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ELIMINATE SALARY INEQUITIES FOR TOP COUNTY OFFICIALS

EVEN THE harshest critics of Erie County government must agree with County Executive Gorski that having the county's top officials making less than their chief aides is "bad management."

Or, as Sheriff Thomas Higgins put it, "It just doesn't make sense."

Nevertheless that is, or soon will be, the case with four countywide elected officials.

Already, Gorski's $69,815 salary is $3,484 less than that of the deputy county executive; Higgins' $52,977 salary is less than the $57,091 paid the undersheriff; and Comptroller Alfreda Slominski's $52,977 salary is $9,023 less than that of the deputy comptroller. And while Clerk David Swarts' $53,900 salary currently puts him $4,900 ahead of his deputy clerk, Swarts too could be overtaken in the next two years unless something is done to rectify these structural inequities.

The pay gaps result because the elected officials have their salaries set by the County Legislature and those salaries have not been increased since 1985. Their top aides, on the other hand, belong to collective bargaining units that generally are granted the same percentage increases as those given to county unions.

With the salaries of the four elected officials effectively frozen the past four years while unions continued to negotiate increases, it did not take long for the aides to overtake their bosses on payday.

Despite the predictable outcry from some, any time a politician gets a raise, a reasonable pay boost for the four elected officials could be justified on cost-of-living grounds alone. Few other workers have gone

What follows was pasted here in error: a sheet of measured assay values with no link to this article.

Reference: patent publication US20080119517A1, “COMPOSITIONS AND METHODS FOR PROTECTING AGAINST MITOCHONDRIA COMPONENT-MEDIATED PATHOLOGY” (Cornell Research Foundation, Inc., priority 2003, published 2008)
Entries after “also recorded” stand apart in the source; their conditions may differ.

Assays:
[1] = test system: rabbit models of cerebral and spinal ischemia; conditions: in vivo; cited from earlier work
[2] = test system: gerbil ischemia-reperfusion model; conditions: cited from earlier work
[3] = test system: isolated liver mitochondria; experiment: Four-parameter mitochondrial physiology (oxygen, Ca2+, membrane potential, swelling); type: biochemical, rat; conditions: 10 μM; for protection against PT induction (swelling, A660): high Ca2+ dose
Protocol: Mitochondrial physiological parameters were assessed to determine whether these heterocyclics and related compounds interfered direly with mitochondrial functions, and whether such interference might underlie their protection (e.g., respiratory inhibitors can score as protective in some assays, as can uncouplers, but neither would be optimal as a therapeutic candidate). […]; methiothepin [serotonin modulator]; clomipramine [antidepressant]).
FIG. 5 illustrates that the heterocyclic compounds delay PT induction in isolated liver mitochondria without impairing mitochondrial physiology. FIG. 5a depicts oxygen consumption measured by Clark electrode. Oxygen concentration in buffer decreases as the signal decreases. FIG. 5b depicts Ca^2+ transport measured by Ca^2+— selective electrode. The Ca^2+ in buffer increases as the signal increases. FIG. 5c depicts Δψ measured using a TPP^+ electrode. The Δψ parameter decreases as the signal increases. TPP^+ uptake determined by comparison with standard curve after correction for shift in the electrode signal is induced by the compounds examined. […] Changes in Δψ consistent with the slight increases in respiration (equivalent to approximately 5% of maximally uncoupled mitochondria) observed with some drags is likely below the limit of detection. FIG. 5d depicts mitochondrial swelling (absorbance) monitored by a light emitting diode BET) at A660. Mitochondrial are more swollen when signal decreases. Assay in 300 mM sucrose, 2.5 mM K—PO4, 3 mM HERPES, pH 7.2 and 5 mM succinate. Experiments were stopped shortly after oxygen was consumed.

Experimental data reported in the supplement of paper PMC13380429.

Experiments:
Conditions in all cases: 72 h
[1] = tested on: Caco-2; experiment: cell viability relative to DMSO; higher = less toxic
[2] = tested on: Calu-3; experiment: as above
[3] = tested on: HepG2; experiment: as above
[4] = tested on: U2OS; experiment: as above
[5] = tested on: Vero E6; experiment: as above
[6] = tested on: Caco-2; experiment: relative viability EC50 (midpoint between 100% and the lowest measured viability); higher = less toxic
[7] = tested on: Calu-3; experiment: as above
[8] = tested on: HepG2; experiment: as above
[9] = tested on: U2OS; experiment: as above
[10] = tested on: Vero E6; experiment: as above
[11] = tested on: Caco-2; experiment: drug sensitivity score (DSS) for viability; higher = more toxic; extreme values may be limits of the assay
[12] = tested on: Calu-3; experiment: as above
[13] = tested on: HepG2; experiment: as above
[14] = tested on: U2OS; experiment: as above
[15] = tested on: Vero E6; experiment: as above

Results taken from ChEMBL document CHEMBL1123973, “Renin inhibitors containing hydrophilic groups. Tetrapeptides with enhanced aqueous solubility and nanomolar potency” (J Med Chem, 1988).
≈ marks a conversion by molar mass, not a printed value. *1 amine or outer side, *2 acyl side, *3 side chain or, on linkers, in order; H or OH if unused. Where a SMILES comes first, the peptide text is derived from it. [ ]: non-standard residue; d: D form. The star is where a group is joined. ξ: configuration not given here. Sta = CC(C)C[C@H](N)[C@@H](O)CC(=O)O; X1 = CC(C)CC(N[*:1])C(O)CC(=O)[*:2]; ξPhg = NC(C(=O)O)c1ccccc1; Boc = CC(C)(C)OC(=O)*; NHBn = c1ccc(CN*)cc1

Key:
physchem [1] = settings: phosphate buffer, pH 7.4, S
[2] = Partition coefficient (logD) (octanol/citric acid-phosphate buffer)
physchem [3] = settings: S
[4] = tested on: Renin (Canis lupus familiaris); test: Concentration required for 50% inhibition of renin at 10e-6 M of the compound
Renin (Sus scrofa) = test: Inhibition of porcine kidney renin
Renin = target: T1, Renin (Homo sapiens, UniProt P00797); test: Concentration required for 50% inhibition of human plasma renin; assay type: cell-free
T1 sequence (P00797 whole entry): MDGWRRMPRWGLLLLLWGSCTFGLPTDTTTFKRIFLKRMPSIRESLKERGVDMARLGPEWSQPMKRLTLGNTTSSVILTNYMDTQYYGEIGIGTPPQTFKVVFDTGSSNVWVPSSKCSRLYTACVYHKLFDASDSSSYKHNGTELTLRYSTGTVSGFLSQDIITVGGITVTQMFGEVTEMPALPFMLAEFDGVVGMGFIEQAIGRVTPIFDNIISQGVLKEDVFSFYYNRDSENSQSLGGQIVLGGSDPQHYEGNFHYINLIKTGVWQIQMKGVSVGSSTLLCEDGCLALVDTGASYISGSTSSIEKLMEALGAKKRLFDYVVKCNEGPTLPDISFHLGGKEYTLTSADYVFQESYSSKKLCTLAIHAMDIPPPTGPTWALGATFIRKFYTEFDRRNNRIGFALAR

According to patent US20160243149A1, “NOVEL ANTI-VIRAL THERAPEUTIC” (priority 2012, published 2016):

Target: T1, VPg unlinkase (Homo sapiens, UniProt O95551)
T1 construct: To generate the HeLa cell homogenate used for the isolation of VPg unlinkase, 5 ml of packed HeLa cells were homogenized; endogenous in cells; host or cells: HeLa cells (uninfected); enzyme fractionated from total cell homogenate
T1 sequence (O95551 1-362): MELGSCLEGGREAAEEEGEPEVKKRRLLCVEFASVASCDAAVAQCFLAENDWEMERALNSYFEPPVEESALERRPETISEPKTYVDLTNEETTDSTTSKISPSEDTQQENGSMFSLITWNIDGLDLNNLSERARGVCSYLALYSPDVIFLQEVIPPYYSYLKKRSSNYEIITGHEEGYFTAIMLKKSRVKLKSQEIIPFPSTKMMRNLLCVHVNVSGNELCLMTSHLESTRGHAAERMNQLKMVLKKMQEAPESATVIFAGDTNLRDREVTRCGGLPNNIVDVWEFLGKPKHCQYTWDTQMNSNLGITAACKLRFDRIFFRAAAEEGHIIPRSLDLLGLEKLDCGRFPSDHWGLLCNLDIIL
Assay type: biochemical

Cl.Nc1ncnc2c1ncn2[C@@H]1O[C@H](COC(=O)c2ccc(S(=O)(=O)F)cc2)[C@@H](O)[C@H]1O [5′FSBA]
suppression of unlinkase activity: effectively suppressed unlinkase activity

four years without a pay hike and inflation affects elected officials just as it does everyone else.

Moreover, in some cases the jobs have become more difficult since the last pay increase. For example, the clerk's office was handed the task of handling the county pistol permit program and the Legislature expanded the comptroller's duties to improve fiscal accountability in county government.

But in addition to raises being warranted on those grounds, fairness and the integrity of the bureaucratic structure demand that those at the top who bear the most responsibility and have the most demanded of them should be compensated accordingly.

At the same time, however, Legislature Minority Leader Mary Lou Rath is correct in noting that the county should examine the process whereby aides' salaries automatically increase as union salaries rise. These high-level, second-in-command jobs should be looked at more independently, or the current inequity will simply repeat itself in a few years even if the situation is corrected now.

And of course, any raises granted the elected officials should be done in accord with the intent of a voter-approved reform -- which the Legislature last year brazenly gutted -- that called for such raises to be voted on before an election and to take effect after residents had a chance to decide the fate of county officials at the polls.

Although that original measure no longer is on the books, county officials owe it to the taxpayers who approved it in good faith to abide by its spirit when considering any salary increases.

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